The server’s score is always announced first. So, for instance if the server has two points and his opponent, the receiver, has none, the score is 30-love. If a game is tied at 40-40, it is called “deuce”. If the server gets the next point, it’s called server advantage; if the receiver gets the next point, it’s called receiver advantage. It’s advantage because the player who has it only needs one more point to win. Should they not make this one point the game goes back to deuce. Scoring is perhaps a bit complicated, but necessary to understand as you learn to play tennis.
By 1975, aluminum construction improvements allowed for the introduction of the first American "oversized" racket, which was manufactured by Weed. Prince popularized the oversize racket, which had a head size of approximately 110 square inches (710 cm2). Howard Head was able to obtain a broad patent for Prince, despite the prior art of the Bentley Fortissimo (the first oversize, made in Germany of fiberglass) and the Weed. The patent was rejected by Germany but approved in the USA. The popularity of the Prince aluminum oversize had the side effect of popularizing rackets having other non-standard head sizes such as mid-size 85–90 square inches (550–580 cm2) and mid-plus sizes 95–98 square inches (610–630 cm2). Fairly quickly, midsize frames began to become the most-used frames in the pro tours. Martina Navratilova popularized the midsize graphite racket, with her wins using the Yonex R-7, the first midsize graphite racket made by Yonex. Nearly at the same time, however, she said the "jumbo" rackets (midsize included) should be removed from the sport for making it easier. She said she would use them only because other players could, as they were tournament-legal. Fewer players chose to use oversize rackets, and some switched to midplus frames after their earliest career for more control. Fiberglass frames also had a brief period of limited popularity, making fewer inroads among top players than aluminum. Also, the earliest composites, such as the Head Competition series, used by Arthur Ashe, were made without graphite. These were more flexible than a typical early graphite composite but stiffer than wood, fiberglass, and aluminum.
Well, hopefully, this article has helped you learn more about tennis racquets than you knew before you started reading it. Tennis racquets and the technology behind them really are much more complicated than most people think. If you use the information we provided you here in the right way it will really help you very much when you go to purchase your new tennis racquet. It helps you to be well informed when you are trying to find the best tennis racquet for you.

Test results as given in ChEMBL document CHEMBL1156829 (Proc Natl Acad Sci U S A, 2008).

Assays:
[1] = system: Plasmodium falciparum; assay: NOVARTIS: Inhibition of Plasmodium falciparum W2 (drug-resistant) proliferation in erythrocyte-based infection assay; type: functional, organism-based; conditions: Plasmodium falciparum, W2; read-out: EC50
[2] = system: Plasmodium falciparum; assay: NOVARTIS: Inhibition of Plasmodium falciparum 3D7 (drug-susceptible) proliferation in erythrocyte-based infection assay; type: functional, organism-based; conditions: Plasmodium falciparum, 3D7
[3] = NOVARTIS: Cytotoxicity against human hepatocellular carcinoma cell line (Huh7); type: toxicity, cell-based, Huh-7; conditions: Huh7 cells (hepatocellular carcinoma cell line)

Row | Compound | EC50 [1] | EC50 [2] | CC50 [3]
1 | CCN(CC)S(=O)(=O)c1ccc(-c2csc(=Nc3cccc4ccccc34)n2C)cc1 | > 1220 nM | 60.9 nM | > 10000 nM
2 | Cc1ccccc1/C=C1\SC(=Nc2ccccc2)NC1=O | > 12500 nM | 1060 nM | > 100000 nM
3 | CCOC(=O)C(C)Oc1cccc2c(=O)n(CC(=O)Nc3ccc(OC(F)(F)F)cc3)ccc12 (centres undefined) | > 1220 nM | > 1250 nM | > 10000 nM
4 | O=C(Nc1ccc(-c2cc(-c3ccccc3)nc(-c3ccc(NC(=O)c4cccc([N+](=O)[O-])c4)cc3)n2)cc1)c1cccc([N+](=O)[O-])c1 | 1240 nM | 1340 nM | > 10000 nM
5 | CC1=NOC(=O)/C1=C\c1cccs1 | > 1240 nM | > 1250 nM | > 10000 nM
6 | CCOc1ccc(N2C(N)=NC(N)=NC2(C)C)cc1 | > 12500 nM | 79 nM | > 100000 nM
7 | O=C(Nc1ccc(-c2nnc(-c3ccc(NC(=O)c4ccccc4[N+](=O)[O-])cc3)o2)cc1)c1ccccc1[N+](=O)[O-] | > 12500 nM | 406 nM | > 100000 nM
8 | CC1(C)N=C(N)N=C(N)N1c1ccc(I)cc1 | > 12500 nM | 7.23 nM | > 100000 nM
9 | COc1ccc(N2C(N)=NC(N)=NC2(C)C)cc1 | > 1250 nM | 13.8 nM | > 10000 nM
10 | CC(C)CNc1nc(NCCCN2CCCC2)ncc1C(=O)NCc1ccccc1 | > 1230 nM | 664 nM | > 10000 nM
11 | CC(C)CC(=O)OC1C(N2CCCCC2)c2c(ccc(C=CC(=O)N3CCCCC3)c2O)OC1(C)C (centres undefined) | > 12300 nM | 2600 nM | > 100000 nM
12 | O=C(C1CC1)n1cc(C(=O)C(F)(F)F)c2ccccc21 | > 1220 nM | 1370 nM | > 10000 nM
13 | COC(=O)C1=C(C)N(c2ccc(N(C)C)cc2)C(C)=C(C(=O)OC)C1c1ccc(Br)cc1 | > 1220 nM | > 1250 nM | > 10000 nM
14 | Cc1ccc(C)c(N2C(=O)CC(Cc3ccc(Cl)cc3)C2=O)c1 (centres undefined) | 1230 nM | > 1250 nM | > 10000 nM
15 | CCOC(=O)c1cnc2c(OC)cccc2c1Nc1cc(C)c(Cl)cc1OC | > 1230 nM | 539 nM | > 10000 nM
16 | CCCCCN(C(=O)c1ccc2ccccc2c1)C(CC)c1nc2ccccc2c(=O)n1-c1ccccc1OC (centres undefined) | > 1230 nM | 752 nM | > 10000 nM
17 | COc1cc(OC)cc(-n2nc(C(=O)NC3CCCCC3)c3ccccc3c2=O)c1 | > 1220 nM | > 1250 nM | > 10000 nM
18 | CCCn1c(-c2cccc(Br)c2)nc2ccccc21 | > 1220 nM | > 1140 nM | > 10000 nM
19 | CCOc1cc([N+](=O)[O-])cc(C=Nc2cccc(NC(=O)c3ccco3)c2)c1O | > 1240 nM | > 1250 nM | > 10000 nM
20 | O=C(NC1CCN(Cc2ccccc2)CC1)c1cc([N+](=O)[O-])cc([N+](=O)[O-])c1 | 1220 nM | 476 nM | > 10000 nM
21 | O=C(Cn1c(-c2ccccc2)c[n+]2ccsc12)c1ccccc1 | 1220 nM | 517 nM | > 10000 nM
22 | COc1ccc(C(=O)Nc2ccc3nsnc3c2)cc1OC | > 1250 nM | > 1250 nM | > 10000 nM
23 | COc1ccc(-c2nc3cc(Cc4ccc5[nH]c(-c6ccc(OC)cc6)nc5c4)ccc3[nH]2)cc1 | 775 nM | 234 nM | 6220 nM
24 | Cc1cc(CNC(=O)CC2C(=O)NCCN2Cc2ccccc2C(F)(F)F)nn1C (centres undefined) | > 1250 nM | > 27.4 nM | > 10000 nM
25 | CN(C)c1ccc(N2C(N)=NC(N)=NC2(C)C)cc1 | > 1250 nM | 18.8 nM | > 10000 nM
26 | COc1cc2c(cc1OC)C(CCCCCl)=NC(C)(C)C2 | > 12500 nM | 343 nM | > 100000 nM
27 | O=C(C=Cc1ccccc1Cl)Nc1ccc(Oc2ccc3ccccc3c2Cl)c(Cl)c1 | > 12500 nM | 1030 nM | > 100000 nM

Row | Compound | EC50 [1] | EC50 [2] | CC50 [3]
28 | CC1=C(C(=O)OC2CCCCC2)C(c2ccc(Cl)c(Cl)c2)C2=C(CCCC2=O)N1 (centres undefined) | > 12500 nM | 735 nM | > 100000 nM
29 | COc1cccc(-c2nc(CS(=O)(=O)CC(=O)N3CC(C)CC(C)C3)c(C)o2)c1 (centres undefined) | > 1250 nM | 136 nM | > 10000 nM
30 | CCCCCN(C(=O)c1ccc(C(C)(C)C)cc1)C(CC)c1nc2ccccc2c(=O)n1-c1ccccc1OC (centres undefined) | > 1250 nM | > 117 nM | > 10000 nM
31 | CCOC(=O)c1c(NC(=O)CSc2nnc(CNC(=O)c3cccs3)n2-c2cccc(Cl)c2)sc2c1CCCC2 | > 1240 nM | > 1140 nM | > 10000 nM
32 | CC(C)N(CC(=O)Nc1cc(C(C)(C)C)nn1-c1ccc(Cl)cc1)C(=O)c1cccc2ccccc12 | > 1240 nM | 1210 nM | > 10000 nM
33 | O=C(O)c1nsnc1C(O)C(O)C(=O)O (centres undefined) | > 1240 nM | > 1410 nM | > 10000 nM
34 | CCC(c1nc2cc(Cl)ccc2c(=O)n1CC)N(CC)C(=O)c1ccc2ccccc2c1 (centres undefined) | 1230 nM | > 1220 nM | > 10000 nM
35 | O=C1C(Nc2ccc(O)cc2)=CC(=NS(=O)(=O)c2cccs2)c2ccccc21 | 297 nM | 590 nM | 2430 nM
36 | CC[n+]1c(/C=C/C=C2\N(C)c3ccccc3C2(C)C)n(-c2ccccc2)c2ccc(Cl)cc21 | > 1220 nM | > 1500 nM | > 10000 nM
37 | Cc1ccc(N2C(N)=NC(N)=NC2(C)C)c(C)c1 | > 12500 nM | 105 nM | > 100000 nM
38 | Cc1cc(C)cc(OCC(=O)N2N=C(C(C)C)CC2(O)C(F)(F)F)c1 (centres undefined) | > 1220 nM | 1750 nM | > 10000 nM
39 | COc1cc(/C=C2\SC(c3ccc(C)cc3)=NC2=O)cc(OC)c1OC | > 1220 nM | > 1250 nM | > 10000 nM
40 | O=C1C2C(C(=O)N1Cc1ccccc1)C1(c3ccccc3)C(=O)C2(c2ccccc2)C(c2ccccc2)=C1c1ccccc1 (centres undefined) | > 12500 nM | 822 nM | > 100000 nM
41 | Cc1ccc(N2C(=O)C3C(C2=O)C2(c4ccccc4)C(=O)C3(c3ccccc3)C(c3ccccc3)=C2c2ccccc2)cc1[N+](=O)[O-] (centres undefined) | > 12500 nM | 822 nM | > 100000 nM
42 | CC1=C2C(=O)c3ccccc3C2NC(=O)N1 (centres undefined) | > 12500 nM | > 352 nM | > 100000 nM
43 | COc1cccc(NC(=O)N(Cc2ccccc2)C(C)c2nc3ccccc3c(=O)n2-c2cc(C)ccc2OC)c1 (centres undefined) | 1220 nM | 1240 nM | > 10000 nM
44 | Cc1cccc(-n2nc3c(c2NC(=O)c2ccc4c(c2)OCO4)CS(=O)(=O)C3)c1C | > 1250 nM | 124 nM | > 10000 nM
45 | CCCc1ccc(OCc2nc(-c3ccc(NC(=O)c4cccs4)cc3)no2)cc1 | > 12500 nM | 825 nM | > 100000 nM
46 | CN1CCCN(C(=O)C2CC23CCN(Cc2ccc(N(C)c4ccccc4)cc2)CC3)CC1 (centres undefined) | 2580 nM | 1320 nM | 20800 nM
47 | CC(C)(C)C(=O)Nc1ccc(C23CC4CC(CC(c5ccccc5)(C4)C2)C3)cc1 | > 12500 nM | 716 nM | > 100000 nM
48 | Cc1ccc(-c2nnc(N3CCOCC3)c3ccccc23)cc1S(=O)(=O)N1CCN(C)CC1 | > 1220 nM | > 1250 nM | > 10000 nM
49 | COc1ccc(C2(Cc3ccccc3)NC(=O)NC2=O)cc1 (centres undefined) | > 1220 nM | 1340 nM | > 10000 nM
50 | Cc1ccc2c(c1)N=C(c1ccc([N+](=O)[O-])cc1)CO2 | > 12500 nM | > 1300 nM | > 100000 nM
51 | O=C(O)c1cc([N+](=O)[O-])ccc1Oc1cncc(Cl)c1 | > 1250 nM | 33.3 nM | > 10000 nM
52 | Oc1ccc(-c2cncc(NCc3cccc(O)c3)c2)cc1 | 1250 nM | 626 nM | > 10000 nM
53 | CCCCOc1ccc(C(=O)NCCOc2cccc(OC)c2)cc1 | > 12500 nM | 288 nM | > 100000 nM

Any information or materials you transmit, upload or otherwise submit to any USTA Family of Companies site (including, without limitation, comments, reviews, postings to chat, email messages or materials directed to any Forum, as the term is defined below) or any creative suggestions, ideas, notes, drawings, concepts or other information sent to the USTA via our Web site,  through any USTA social media page, app or other means of transmission or delivery, shall be collectively referred to as "Submissions." If you transmit or otherwise deliver Submissions to the USTA Family of Companies, you grant the USTA Family of Companies a nonexclusive, royalty-free, perpetual, irrevocable (or the longest period permitted under law) license (with the right to sublicense and assign) to use, reproduce, modify, adapt, publish, translate, publicly perform and display, transmit, make, sell, create derivative works from and distribute such Submissions or incorporate such Submissions into other works in any form or medium and through any means or modes of distribution or technology now known or hereafter developed. You hereby agree and represent to the USTA Family of Companies that you own or have been granted the necessary intellectual property and other rights in the Submissions (including, without limitation, a waiver of any applicable moral rights) to grant such license to the USTA Family of Companies, that no such Submissions are, or shall be, subject to any obligation of confidence on the part of the USTA Family of Companies and that the USTA Family of Companies shall not be liable for any use or disclosure of any Submissions. Without limitation of the foregoing, the USTA Family of Companies shall be entitled to unrestricted use of the Submissions for any purpose whatsoever, commercial or otherwise, without compensation to the provider of the Submissions. You agree that no Submission made by you will contain libelous, abusive, obscene or otherwise unlawful material and you acknowledge and agree that you are exclusively liable for the content of any Submission made by you.